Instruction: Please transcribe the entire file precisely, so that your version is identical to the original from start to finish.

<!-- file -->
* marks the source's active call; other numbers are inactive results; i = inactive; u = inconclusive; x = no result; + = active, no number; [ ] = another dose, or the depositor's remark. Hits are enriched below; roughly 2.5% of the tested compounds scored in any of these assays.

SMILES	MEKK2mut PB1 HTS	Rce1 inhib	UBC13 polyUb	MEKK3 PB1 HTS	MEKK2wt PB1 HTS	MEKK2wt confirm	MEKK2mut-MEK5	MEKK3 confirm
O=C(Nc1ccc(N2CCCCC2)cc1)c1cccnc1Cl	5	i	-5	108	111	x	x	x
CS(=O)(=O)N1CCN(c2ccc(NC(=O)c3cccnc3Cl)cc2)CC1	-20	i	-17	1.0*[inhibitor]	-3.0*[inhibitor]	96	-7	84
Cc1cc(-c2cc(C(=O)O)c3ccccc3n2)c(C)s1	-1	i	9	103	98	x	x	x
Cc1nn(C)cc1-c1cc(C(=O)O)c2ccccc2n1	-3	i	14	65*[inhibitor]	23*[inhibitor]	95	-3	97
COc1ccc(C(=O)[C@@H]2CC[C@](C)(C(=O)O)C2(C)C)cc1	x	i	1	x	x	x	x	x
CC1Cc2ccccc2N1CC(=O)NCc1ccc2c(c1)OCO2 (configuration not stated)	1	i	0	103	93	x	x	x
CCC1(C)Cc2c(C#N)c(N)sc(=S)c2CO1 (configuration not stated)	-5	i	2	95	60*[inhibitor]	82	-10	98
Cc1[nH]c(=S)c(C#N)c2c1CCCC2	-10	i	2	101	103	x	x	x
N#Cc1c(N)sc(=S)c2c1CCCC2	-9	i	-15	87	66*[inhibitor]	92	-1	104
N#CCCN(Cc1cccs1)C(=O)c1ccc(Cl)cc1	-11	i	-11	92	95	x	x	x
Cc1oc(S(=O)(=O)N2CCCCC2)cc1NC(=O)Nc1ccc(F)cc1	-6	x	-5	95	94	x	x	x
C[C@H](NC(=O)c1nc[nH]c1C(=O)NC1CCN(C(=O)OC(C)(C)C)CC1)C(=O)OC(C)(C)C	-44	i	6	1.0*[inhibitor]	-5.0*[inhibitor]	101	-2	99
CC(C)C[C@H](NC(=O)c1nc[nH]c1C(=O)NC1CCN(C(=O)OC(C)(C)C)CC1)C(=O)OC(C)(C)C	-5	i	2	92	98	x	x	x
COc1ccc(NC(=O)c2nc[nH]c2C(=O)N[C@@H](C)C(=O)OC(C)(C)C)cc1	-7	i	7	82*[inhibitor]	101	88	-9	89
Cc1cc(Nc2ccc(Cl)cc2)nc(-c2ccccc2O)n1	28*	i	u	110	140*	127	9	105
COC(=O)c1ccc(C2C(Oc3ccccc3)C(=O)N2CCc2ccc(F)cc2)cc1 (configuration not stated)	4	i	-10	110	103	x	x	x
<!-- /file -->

* marks the source's active call; other numbers are inactive results; i = inactive; u = inconclusive; x = no result; + = active, no number; [ ] = another dose, or the depositor's remark. Hits are enriched below; roughly 2.5% of the tested compounds scored in any of these assays.

SMILES	MEKK2mut PB1 HTS	Rce1 inhib	UBC13 polyUb	MEKK3 PB1 HTS	MEKK2wt PB1 HTS	MEKK2wt confirm	MEKK2mut-MEK5	MEKK3 confirm
O=C(Nc1ccc(N2CCCCC2)cc1)c1cccnc1Cl	5	i	-5	108	111	x	x	x
CS(=O)(=O)N1CCN(c2ccc(NC(=O)c3cccnc3Cl)cc2)CC1	-20	i	-17	1.0*[inhibitor]	-3.0*[inhibitor]	96	-7	84
Cc1cc(-c2cc(C(=O)O)c3ccccc3n2)c(C)s1	-1	i	9	103	98	x	x	x
Cc1nn(C)cc1-c1cc(C(=O)O)c2ccccc2n1	-3	i	14	65*[inhibitor]	23*[inhibitor]	95	-3	97
COc1ccc(C(=O)[C@@H]2CC[C@](C)(C(=O)O)C2(C)C)cc1	x	i	1	x	x	x	x	x
CC1Cc2ccccc2N1CC(=O)NCc1ccc2c(c1)OCO2 (configuration not stated)	1	i	0	103	93	x	x	x
CCC1(C)Cc2c(C#N)c(N)sc(=S)c2CO1 (configuration not stated)	-5	i	2	95	60*[inhibitor]	82	-10	98
Cc1[nH]c(=S)c(C#N)c2c1CCCC2	-10	i	2	101	103	x	x	x
N#Cc1c(N)sc(=S)c2c1CCCC2	-9	i	-15	87	66*[inhibitor]	92	-1	104
N#CCCN(Cc1cccs1)C(=O)c1ccc(Cl)cc1	-11	i	-11	92	95	x	x	x
Cc1oc(S(=O)(=O)N2CCCCC2)cc1NC(=O)Nc1ccc(F)cc1	-6	x	-5	95	94	x	x	x
C[C@H](NC(=O)c1nc[nH]c1C(=O)NC1CCN(C(=O)OC(C)(C)C)CC1)C(=O)OC(C)(C)C	-44	i	6	1.0*[inhibitor]	-5.0*[inhibitor]	101	-2	99
CC(C)C[C@H](NC(=O)c1nc[nH]c1C(=O)NC1CCN(C(=O)OC(C)(C)C)CC1)C(=O)OC(C)(C)C	-5	i	2	92	98	x	x	x
COc1ccc(NC(=O)c2nc[nH]c2C(=O)N[C@@H](C)C(=O)OC(C)(C)C)cc1	-7	i	7	82*[inhibitor]	101	88	-9	89
Cc1cc(Nc2ccc(Cl)cc2)nc(-c2ccccc2O)n1	28*	i	u	110	140*	127	9	105
COC(=O)c1ccc(C2C(Oc3ccccc3)C(=O)N2CCc2ccc(F)cc2)cc1 (configuration not stated)	4	i	-10	110	103	x	x	x